As availability always depends on the requirements that are defined by end users we asked several OpenStack end users in a survey on the importance of each business service. The result is that end users tended to rate “Infrastructure Management” and “Security Management” as the most important services. Therefore we had to ensure that these services have high availability levels.
By linking the importance of the service to the IT components that provide it, we can assign a target availability level to each component. Furthermore we can compare several HA architectures to each other and check the availability levels they can achieve. We built several fault tree diagrams that represent the link of component failures to service outages:
A simulation of service outages by given inputs of failure rates revealed that adding HA technologies to OpenStack can add up to 7-8 percent points to the average availability level of the provided services.
We tested several technologies that belong to one of the HA technology classes. Our evaluation included chances and risks associated with implementing the technology and technological maturity. We assigned each technology a chances, risks and maturity score.
The result of our evaluation is that we prefer to use keepalived, HAProxy, Ceph/RADOS and MySQL Galera as HA technologies to improve availability of our OpenStack installation. These technologies are all open-source. They have been preferred because their performance is not significantly lower than the performance of commercial products, but they are available for free, while commercial products are not. The final HA architecture is able to increase availability levels of all OpenStack services up to three nines – which is a very high availability level in cloud computing.
It is clear that another organization would come to other conclusions when the concrete implementation of a HA technology has to be selected, but the evaluation methodology used in our paper shows how to make more reasonable technology choice decisions by linking end user requirements with system architecture characteristics and rate several architectural alternatives by the availability levels that are reasonably achievable.
In our previous blog posts we mostly focused on virtual machine live migration performance comparing pre-copy, post-copy and hybrid approaches in an Openstack context rather than exploring other live migration features. Libvirt together with the Qemu hypervisor provides many migration configuration options. One of these options is a possibility to use tunneled live migration. Recently we found that the current libvirt tunneling implementation is not supported in post-copy migration. Consequently, In order to make the post-copy patch more production ready we decided to support the community and add support for post-copy tunneled live migration to libvirt on our own. This blog post describes the whole story of immersing ourselves into the open source community and hacking an established open source project since we believe this experience can be generalized. Continue reading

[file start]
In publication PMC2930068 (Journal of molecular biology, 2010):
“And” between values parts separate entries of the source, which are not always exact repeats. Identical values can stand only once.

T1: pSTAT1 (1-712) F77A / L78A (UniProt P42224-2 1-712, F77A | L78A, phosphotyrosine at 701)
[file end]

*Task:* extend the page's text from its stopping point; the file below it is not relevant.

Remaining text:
Balazs stumbled across the ICCLab when he was looking for a part-time employment during his master studies. He immediately got hooked on the technological challenges of cloud computing. At the Lab, Balazs is working in the Distributed Computing in the Cloud initiative, juggling with several state-of-the-art frameworks. Before he found his way to the ICCLab, he developed Embedded Software for a small company based in a town in the Swiss Alps after having worked in Business Integration for several years.
When he’s not in front of the computer screen, he likes to do volunteering and traveling the world, especially the lesser-known places. He also likes playing the guitar, learning Japanese or involving in Couchsurfing activities (which is not to be confused with being a couch potato!).